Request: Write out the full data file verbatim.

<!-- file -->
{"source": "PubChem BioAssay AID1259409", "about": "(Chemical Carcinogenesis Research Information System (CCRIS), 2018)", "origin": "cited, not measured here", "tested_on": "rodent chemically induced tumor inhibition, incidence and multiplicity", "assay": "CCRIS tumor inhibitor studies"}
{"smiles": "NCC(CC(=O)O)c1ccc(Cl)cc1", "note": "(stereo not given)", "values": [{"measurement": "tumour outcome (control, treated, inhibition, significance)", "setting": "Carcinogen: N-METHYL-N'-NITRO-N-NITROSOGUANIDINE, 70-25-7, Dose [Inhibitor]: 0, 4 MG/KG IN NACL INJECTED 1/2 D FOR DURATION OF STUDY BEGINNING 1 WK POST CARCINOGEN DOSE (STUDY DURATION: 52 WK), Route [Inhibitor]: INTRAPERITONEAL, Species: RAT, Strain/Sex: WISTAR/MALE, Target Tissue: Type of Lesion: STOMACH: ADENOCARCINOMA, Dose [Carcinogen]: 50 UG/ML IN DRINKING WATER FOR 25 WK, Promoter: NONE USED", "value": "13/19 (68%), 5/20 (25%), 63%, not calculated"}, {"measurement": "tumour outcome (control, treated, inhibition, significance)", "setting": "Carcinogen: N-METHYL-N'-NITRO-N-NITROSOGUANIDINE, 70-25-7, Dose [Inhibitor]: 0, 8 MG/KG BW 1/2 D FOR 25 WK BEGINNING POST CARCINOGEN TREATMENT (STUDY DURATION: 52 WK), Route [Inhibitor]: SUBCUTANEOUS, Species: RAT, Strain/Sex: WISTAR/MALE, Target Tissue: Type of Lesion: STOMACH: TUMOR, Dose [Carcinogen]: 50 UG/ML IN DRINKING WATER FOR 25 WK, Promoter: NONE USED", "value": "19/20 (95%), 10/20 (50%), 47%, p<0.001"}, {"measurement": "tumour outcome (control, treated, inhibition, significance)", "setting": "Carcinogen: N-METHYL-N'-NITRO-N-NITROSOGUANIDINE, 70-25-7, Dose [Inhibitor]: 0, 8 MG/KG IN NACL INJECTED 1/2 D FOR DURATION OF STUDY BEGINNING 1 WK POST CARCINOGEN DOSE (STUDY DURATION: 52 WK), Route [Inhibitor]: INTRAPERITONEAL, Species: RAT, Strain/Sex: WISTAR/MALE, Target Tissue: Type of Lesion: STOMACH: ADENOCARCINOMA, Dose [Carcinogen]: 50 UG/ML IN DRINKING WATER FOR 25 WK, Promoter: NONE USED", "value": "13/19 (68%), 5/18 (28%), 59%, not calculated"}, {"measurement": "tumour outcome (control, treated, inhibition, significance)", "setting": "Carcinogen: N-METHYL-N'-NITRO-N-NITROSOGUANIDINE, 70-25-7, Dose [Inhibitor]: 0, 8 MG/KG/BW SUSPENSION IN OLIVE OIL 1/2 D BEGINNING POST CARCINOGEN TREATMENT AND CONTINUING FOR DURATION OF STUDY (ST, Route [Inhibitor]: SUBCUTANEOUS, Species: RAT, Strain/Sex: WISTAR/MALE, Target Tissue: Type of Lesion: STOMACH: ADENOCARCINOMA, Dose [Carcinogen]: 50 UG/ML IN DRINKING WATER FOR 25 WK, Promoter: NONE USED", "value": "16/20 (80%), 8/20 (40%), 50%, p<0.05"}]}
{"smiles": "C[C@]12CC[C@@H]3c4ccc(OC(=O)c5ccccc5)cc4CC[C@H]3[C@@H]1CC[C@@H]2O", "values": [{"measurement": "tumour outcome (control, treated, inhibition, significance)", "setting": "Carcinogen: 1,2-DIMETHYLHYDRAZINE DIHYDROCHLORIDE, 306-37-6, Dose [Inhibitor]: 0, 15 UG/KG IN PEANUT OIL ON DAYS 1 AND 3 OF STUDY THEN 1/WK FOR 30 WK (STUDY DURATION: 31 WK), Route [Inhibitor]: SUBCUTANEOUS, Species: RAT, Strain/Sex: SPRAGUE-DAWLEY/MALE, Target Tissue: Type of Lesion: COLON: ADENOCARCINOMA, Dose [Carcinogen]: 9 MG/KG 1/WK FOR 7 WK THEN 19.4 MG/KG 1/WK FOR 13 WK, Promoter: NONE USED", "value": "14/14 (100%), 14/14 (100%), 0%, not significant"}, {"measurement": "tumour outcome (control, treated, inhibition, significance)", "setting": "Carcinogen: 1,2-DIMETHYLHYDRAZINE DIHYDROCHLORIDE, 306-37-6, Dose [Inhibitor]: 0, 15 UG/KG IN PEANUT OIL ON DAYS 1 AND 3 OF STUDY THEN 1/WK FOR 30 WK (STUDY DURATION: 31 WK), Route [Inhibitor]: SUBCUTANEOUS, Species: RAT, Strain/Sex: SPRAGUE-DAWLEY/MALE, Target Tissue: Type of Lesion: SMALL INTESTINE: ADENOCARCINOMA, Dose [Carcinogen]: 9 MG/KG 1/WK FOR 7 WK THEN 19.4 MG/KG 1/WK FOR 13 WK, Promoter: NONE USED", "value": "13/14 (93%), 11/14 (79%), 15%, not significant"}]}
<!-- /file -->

{"source": "PubChem BioAssay AID1259409", "about": "(Chemical Carcinogenesis Research Information System (CCRIS), 2018)", "origin": "cited, not measured here", "tested_on": "rodent chemically induced tumor inhibition, incidence and multiplicity", "assay": "CCRIS tumor inhibitor studies"}
{"smiles": "NCC(CC(=O)O)c1ccc(Cl)cc1", "note": "(stereo not given)", "values": [{"measurement": "tumour outcome (control, treated, inhibition, significance)", "setting": "Carcinogen: N-METHYL-N'-NITRO-N-NITROSOGUANIDINE, 70-25-7, Dose [Inhibitor]: 0, 4 MG/KG IN NACL INJECTED 1/2 D FOR DURATION OF STUDY BEGINNING 1 WK POST CARCINOGEN DOSE (STUDY DURATION: 52 WK), Route [Inhibitor]: INTRAPERITONEAL, Species: RAT, Strain/Sex: WISTAR/MALE, Target Tissue: Type of Lesion: STOMACH: ADENOCARCINOMA, Dose [Carcinogen]: 50 UG/ML IN DRINKING WATER FOR 25 WK, Promoter: NONE USED", "value": "13/19 (68%), 5/20 (25%), 63%, not calculated"}, {"measurement": "tumour outcome (control, treated, inhibition, significance)", "setting": "Carcinogen: N-METHYL-N'-NITRO-N-NITROSOGUANIDINE, 70-25-7, Dose [Inhibitor]: 0, 8 MG/KG BW 1/2 D FOR 25 WK BEGINNING POST CARCINOGEN TREATMENT (STUDY DURATION: 52 WK), Route [Inhibitor]: SUBCUTANEOUS, Species: RAT, Strain/Sex: WISTAR/MALE, Target Tissue: Type of Lesion: STOMACH: TUMOR, Dose [Carcinogen]: 50 UG/ML IN DRINKING WATER FOR 25 WK, Promoter: NONE USED", "value": "19/20 (95%), 10/20 (50%), 47%, p<0.001"}, {"measurement": "tumour outcome (control, treated, inhibition, significance)", "setting": "Carcinogen: N-METHYL-N'-NITRO-N-NITROSOGUANIDINE, 70-25-7, Dose [Inhibitor]: 0, 8 MG/KG IN NACL INJECTED 1/2 D FOR DURATION OF STUDY BEGINNING 1 WK POST CARCINOGEN DOSE (STUDY DURATION: 52 WK), Route [Inhibitor]: INTRAPERITONEAL, Species: RAT, Strain/Sex: WISTAR/MALE, Target Tissue: Type of Lesion: STOMACH: ADENOCARCINOMA, Dose [Carcinogen]: 50 UG/ML IN DRINKING WATER FOR 25 WK, Promoter: NONE USED", "value": "13/19 (68%), 5/18 (28%), 59%, not calculated"}, {"measurement": "tumour outcome (control, treated, inhibition, significance)", "setting": "Carcinogen: N-METHYL-N'-NITRO-N-NITROSOGUANIDINE, 70-25-7, Dose [Inhibitor]: 0, 8 MG/KG/BW SUSPENSION IN OLIVE OIL 1/2 D BEGINNING POST CARCINOGEN TREATMENT AND CONTINUING FOR DURATION OF STUDY (ST, Route [Inhibitor]: SUBCUTANEOUS, Species: RAT, Strain/Sex: WISTAR/MALE, Target Tissue: Type of Lesion: STOMACH: ADENOCARCINOMA, Dose [Carcinogen]: 50 UG/ML IN DRINKING WATER FOR 25 WK, Promoter: NONE USED", "value": "16/20 (80%), 8/20 (40%), 50%, p<0.05"}]}
{"smiles": "C[C@]12CC[C@@H]3c4ccc(OC(=O)c5ccccc5)cc4CC[C@H]3[C@@H]1CC[C@@H]2O", "values": [{"measurement": "tumour outcome (control, treated, inhibition, significance)", "setting": "Carcinogen: 1,2-DIMETHYLHYDRAZINE DIHYDROCHLORIDE, 306-37-6, Dose [Inhibitor]: 0, 15 UG/KG IN PEANUT OIL ON DAYS 1 AND 3 OF STUDY THEN 1/WK FOR 30 WK (STUDY DURATION: 31 WK), Route [Inhibitor]: SUBCUTANEOUS, Species: RAT, Strain/Sex: SPRAGUE-DAWLEY/MALE, Target Tissue: Type of Lesion: COLON: ADENOCARCINOMA, Dose [Carcinogen]: 9 MG/KG 1/WK FOR 7 WK THEN 19.4 MG/KG 1/WK FOR 13 WK, Promoter: NONE USED", "value": "14/14 (100%), 14/14 (100%), 0%, not significant"}, {"measurement": "tumour outcome (control, treated, inhibition, significance)", "setting": "Carcinogen: 1,2-DIMETHYLHYDRAZINE DIHYDROCHLORIDE, 306-37-6, Dose [Inhibitor]: 0, 15 UG/KG IN PEANUT OIL ON DAYS 1 AND 3 OF STUDY THEN 1/WK FOR 30 WK (STUDY DURATION: 31 WK), Route [Inhibitor]: SUBCUTANEOUS, Species: RAT, Strain/Sex: SPRAGUE-DAWLEY/MALE, Target Tissue: Type of Lesion: SMALL INTESTINE: ADENOCARCINOMA, Dose [Carcinogen]: 9 MG/KG 1/WK FOR 7 WK THEN 19.4 MG/KG 1/WK FOR 13 WK, Promoter: NONE USED", "value": "13/14 (93%), 11/14 (79%), 15%, not significant"}]}